|Taylor, Amber -|
|Dawson, Erica -|
Submitted to: Foodborne Pathogens and Disease
Publication Type: Peer Reviewed Journal
Publication Acceptance Date: December 16, 2010
Publication Date: June 1, 2011
Repository URL: http://www.libertononline.com/doi/pdfplus/10.1089/fpd.2010.0753
Citation: Quinones, B., Swimley, M.S., Taylor, A.W., Dawson, E.D. 2011. Identification of Escherichia coli O157 by Using a Novel Colorimetric Detection Method with DNA Microarrays. Foodborne Pathogens and Disease. 8(6):705-7011. Interpretive Summary: Shiga toxin-producing Escherichia coli is an enteric pathogen known to cause human gastrointestinal illnesses with clinical spectra, ranging from bloody diarrhea and hemorrhagic colitis to life-threatening hemolytic-uremic syndrome. In the recent years, most risk management efforts have focused on identifying the presence and distribution of E. coli O157:H7 in foods as part of imperative constituents of food safety programs. Thus, the O157 serotype is considered to be the most-commonly reported serotype linked to outbreaks in North America. The rise in foodborne-related outbreaks of E. coli O157 has heightened the importance of developing improved methods to rapidly detect and characterize virulent strains. Established culturing methods for the identification of pathogenic E. coli can be labor-intensive and time-consuming and assess phenotypic and genotypic markers by screening only a small number of determinants. Molecular-based technologies, such as DNA microarrays, offer a viable alternative to screen simultaneously multiple markers. One challenge of using the DNA microarray platform for pathogen detection has been developing cost effective as well as sensitive procedures that would indicate the positive signals on the array. Fluorescent assays are commonly-used methods for microarray-based detection of pathogens. However, limitations of these assays are that labeling of target DNA can be inconsistent and highly variable and utilize expensive and non-portable scanners for data acquisition and analysis. Other non-fluorescent, colorimetric assays employ the use of unstable reagents that require temperature-controlled environments and that have variable development times, leading to overexposure in the signal detection. Improved procedures for pathogen surveillance are thus needed with sufficient sensitivity, cost-effectiveness, and suitability for routine testing. To implement the use of better detection methods for categorizing E. coli O157 strains, the present study evaluated ampliPHOX, a novel and innovative colorimetric procedure that is based on light-initiated signal amplification through polymerization. Our findings demonstrated that photopolymerization is a simple and rapid method for the accurate genotyping of E. coli O157 strains with DNA microarrays.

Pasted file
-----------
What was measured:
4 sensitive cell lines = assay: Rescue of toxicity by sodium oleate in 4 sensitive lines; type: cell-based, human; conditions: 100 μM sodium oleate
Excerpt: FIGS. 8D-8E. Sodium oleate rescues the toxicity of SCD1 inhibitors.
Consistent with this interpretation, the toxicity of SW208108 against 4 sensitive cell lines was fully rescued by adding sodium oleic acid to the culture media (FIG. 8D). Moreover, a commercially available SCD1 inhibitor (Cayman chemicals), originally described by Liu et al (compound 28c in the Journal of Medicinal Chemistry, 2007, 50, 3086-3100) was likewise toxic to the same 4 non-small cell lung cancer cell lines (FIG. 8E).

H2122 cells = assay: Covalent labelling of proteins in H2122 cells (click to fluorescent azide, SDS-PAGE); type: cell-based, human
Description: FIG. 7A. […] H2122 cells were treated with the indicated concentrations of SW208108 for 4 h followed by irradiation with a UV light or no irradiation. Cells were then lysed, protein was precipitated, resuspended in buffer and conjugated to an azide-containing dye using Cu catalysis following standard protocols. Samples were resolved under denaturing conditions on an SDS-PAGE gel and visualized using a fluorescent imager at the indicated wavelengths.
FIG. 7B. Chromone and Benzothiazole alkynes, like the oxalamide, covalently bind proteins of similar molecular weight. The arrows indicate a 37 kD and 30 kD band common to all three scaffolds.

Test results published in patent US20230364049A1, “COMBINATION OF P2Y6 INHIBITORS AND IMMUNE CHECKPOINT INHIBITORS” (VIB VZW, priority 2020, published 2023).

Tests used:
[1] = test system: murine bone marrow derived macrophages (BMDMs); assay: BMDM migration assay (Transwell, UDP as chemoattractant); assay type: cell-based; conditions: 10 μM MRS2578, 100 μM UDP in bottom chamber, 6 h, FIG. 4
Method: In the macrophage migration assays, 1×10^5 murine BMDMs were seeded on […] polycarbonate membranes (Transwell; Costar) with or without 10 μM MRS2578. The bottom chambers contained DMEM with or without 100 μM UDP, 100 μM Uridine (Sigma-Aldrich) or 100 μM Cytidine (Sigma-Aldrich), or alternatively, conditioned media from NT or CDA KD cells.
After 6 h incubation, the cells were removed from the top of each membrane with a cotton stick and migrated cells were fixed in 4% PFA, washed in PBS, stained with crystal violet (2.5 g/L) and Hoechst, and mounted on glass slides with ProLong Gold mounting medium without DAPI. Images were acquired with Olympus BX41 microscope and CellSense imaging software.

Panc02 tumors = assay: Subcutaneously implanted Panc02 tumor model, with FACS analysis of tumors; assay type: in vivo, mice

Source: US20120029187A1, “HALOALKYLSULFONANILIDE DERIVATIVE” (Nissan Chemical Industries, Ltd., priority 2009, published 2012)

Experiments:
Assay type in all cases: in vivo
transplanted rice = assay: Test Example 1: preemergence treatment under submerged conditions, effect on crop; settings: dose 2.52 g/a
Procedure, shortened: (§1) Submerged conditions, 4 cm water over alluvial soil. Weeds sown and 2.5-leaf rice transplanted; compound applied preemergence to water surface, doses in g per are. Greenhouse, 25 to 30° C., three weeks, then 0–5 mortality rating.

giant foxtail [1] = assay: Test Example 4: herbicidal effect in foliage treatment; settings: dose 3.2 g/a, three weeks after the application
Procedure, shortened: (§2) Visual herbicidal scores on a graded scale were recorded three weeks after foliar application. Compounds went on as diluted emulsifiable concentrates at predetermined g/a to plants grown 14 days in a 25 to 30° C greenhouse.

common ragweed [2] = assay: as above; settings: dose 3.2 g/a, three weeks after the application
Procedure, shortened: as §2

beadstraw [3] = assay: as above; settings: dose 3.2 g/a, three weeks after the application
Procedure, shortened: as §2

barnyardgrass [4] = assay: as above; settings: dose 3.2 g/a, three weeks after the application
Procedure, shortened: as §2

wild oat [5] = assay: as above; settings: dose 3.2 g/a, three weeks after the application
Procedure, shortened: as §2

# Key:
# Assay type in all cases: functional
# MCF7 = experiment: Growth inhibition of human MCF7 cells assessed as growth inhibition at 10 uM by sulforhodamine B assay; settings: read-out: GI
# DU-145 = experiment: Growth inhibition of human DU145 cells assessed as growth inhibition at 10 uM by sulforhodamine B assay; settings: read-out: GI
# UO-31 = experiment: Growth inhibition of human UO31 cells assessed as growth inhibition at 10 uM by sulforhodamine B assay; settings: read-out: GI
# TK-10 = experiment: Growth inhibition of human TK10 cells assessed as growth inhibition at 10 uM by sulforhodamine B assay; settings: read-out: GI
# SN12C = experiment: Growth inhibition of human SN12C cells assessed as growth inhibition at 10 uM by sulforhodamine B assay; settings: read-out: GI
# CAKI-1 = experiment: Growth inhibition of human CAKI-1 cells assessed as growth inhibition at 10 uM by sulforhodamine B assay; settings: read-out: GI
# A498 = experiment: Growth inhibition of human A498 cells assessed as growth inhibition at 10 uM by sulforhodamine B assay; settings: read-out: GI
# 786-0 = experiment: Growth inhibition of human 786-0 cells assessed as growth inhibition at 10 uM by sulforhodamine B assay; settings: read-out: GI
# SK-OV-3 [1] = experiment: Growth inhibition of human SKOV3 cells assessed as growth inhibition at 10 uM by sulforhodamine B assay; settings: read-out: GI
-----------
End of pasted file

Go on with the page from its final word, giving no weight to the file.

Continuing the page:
Technical Abstract: Shiga toxin-producing Escherichia coli O157:H7 is a leading cause of foodborne illness worldwide. To evaluate better methods to rapidly detect and genotype E. coli O157 strains, the present study evaluated the use of ampliPHOX, a novel colorimetric detection method based on photopolymerization, for pathogen identification with DNA microarrays. A low-density DNA oligonucleotide microarray was designed to target stx1 and stx2 genes encoding Shiga toxin production, the eae gene coding for adherence membrane protein, and the per gene encoding the O157-antigen perosamine synthetase. Results from the validation experiments demonstrated that the use of ampliPHOX allowed the accurate genotyping of the tested E. coli strains, and positive hybridization signals were observed for only probes targeting virulence genes present in the reference strains. Quantification showed that the average signal-to-noise ratio values ranged from 47.73 ± 7.12 to 76.71 ± 8.33, while average signal-to-noise ratio values below 2.5 were determined for probes where no polymer was formed due to lack of specific hybridization. Sensitivity tests demonstrated the detection sensitivity threshold for E. coli O157 detection was 100-1000 CFU/mL. Thus, the use of DNA microarrays in combination with photopolymerization allowed the rapid and accurate genotyping of E. coli O157 strains.